First, the Federal Property and Administrative Services Act (1949) gives the president broad authority to prescribe policies and directives relating to the federal government’s role in the acquisition of goods and services, so long as there is a sufficiently close tie between the executive order and the “economy and efficiency” of the procurement process. Generally, courts leniently apply the economy and efficiency test to executive orders, giving significant deference to the president. However, some courts apply the test more strictly and require a direct link between the terms of an executive order and the goals of economy and efficiency in government procurement. As described in this memo, inclusive nondiscrimination and benefits policies optimize the economy and efficiency of procurement, and an executive order requiring either should withstand legal scrutiny.
   Second, courts would determine whether the executive order explicitly or implicitly conflicts with any other federal laws. It might be argued that potential conflicts exist with current ENDA legislation related to disparate impact claims, numerical affirmative action goals, and data collection, all of which are prohibited in ENDA as currently drafted, but could be potentially included in an executive order. However, the president’s executive order does not need to include any of these provisions, and even if they are included, conflict issues can be addressed, in part, with changes to future versions of ENDA. If benefits are included in the executive order, it could be argued that this provision may conflict with the Defense of Marriage Act (DOMA), the Employee Retirement Income Security Act (ERISA), and possibly some sections of the Patient Protection and Affordable Care Act of 2010. Legal challenges based on these arguments, however, are not particularly strong because, among other reasons, an employee’s life partner can be recognized without reference to marriage (as the president’s memoranda on employee benefits have recognized), and the contracting power need not implicate ERISA."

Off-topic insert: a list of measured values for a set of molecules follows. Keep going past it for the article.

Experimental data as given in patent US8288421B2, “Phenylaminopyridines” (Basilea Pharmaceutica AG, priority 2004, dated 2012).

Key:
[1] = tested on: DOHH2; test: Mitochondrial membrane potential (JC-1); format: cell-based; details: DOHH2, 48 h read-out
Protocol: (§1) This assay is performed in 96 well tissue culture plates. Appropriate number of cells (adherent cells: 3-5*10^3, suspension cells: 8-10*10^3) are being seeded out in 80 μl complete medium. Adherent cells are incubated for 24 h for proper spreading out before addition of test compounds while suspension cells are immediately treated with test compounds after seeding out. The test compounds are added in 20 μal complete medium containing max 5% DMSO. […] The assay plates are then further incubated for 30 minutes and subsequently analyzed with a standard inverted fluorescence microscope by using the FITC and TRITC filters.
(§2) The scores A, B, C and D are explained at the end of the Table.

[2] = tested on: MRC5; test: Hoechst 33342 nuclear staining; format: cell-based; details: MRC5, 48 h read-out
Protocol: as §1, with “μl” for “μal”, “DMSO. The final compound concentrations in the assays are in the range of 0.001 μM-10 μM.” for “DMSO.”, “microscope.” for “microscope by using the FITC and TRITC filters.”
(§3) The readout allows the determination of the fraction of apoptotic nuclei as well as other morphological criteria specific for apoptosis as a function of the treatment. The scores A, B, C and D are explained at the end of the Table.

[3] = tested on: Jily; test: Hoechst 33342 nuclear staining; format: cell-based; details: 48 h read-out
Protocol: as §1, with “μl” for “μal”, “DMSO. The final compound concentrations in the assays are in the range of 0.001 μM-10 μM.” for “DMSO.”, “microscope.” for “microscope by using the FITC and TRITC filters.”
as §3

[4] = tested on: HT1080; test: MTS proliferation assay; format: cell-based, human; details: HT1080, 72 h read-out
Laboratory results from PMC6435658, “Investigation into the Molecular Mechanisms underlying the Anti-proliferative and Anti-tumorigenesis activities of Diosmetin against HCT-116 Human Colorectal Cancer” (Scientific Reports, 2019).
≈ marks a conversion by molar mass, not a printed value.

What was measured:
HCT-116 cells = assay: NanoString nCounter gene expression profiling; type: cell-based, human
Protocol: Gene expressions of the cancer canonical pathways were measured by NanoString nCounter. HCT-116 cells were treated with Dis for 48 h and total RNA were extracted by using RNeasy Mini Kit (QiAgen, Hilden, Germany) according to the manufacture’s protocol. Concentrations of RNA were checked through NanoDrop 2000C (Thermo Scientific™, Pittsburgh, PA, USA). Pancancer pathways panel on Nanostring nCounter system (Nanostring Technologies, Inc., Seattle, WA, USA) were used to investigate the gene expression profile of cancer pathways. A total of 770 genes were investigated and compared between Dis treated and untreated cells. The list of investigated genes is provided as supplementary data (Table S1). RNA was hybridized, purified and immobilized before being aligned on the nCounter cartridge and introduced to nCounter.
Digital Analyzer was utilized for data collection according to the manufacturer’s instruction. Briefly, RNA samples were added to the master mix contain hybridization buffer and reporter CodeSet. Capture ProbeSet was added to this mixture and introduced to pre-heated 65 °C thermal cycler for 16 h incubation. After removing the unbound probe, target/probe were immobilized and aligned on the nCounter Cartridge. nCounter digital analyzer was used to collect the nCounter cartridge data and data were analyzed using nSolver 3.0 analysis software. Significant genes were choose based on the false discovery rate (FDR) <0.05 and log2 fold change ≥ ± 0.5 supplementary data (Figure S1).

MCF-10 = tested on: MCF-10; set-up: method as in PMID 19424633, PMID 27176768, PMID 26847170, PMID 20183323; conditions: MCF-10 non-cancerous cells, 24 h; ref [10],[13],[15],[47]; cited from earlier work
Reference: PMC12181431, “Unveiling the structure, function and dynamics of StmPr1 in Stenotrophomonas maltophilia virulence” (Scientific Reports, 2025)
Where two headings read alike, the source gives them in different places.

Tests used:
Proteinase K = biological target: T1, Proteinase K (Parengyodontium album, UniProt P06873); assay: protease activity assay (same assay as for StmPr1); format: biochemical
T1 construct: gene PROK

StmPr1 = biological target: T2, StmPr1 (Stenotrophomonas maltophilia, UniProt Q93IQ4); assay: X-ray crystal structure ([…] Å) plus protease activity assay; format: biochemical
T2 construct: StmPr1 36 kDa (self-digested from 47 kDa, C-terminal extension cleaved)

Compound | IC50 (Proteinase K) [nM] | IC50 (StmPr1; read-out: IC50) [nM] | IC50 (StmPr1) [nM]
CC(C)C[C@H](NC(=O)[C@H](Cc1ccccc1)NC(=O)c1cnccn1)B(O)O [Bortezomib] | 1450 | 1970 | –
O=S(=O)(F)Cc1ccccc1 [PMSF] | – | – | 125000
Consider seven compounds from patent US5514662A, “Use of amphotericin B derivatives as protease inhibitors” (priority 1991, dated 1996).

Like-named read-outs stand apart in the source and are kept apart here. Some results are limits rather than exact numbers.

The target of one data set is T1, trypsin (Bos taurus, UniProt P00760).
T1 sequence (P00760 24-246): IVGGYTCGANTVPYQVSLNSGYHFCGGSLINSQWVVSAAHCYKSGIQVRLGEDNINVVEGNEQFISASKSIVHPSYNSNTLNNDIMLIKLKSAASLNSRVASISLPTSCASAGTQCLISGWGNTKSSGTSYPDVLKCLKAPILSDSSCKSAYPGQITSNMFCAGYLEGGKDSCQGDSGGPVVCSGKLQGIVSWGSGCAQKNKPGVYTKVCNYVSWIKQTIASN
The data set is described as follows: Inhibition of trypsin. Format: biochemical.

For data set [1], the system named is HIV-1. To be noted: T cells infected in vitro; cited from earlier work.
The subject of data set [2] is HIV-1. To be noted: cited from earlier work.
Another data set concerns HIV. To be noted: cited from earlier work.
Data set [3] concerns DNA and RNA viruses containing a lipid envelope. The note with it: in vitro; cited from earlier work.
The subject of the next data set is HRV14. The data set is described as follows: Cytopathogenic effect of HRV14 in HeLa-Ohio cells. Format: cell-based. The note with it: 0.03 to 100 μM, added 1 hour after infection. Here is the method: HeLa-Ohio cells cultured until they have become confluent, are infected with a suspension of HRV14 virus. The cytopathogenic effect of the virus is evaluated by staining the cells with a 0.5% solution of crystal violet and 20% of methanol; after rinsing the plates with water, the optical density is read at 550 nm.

The authors of the Williams Institute report betray some anxiety about the constitutionality of issuing an Executive Order. They admit that it might call the constitutionality of Executive Order 11246 into question:


   "However, inclusion of these new characteristics could result in a legal challenge that attacks the entirety of EO 11246. ... Issuing a new executive order with similar language to EO 11246 would avoid the potential for a case challenging these new provisions that could possibly undermine the existing order."

Whether the President has the authority to prohibit employment discrimination against gays and lesbians by government contractors presents a question under the doctrine of Separation of Powers. The standard for evaluating the constitutionality of Executive Orders was set forth in the foundation Separation of Powers case Youngstown Sheet & Tube Co. v. Sawyer. In that case the Supreme Court struck down an Executive Order issued by Harry Truman in which he ordered the steel mills to be kept open despite a strike and a lockout. The Korean War was raging, and Truman contended that it was necessary to keep the factories open to support the war effort. Truman issued the order under his authority as Chief Executive and Commander-In-Chief.